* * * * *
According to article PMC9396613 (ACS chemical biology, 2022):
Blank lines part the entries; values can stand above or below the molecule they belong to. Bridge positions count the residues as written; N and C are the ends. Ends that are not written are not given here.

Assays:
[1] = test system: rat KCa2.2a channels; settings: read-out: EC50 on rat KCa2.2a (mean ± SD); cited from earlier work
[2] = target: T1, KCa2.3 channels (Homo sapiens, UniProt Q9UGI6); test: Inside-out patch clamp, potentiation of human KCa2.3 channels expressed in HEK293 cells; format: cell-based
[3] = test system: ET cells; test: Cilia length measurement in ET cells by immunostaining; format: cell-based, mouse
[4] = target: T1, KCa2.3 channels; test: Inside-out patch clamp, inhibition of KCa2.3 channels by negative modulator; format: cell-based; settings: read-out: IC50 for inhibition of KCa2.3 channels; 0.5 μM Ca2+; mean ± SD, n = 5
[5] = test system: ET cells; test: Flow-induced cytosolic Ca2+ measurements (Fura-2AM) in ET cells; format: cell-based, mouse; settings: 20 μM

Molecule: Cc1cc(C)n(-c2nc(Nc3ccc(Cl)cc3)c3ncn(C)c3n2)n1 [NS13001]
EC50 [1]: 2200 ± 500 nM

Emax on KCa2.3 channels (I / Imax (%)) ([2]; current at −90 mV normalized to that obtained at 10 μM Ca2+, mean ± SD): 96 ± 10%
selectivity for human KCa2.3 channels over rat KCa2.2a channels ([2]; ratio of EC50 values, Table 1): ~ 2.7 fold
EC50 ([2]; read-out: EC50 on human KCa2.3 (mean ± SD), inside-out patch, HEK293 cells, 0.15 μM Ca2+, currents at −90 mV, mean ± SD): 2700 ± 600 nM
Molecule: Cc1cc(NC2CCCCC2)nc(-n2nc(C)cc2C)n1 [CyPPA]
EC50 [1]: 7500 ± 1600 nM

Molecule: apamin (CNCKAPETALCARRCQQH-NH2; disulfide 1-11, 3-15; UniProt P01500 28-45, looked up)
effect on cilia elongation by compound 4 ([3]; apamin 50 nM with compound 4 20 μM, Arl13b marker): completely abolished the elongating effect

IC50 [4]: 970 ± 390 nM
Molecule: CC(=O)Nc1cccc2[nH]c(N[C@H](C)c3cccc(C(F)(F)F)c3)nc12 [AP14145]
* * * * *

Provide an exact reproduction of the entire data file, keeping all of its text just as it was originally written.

According to article PMC9396613 (ACS chemical biology, 2022):
Blank lines part the entries; values can stand above or below the molecule they belong to. Bridge positions count the residues as written; N and C are the ends. Ends that are not written are not given here.

Assays:
[1] = test system: rat KCa2.2a channels; settings: read-out: EC50 on rat KCa2.2a (mean ± SD); cited from earlier work
[2] = target: T1, KCa2.3 channels (Homo sapiens, UniProt Q9UGI6); test: Inside-out patch clamp, potentiation of human KCa2.3 channels expressed in HEK293 cells; format: cell-based
[3] = test system: ET cells; test: Cilia length measurement in ET cells by immunostaining; format: cell-based, mouse
[4] = target: T1, KCa2.3 channels; test: Inside-out patch clamp, inhibition of KCa2.3 channels by negative modulator; format: cell-based; settings: read-out: IC50 for inhibition of KCa2.3 channels; 0.5 μM Ca2+; mean ± SD, n = 5
[5] = test system: ET cells; test: Flow-induced cytosolic Ca2+ measurements (Fura-2AM) in ET cells; format: cell-based, mouse; settings: 20 μM

Molecule: Cc1cc(C)n(-c2nc(Nc3ccc(Cl)cc3)c3ncn(C)c3n2)n1 [NS13001]
EC50 [1]: 2200 ± 500 nM

Emax on KCa2.3 channels (I / Imax (%)) ([2]; current at −90 mV normalized to that obtained at 10 μM Ca2+, mean ± SD): 96 ± 10%
selectivity for human KCa2.3 channels over rat KCa2.2a channels ([2]; ratio of EC50 values, Table 1): ~ 2.7 fold
EC50 ([2]; read-out: EC50 on human KCa2.3 (mean ± SD), inside-out patch, HEK293 cells, 0.15 μM Ca2+, currents at −90 mV, mean ± SD): 2700 ± 600 nM
Molecule: Cc1cc(NC2CCCCC2)nc(-n2nc(C)cc2C)n1 [CyPPA]
EC50 [1]: 7500 ± 1600 nM

Molecule: apamin (CNCKAPETALCARRCQQH-NH2; disulfide 1-11, 3-15; UniProt P01500 28-45, looked up)
effect on cilia elongation by compound 4 ([3]; apamin 50 nM with compound 4 20 μM, Arl13b marker): completely abolished the elongating effect

IC50 [4]: 970 ± 390 nM
Molecule: CC(=O)Nc1cccc2[nH]c(N[C@H](C)c3cccc(C(F)(F)F)c3)nc12 [AP14145]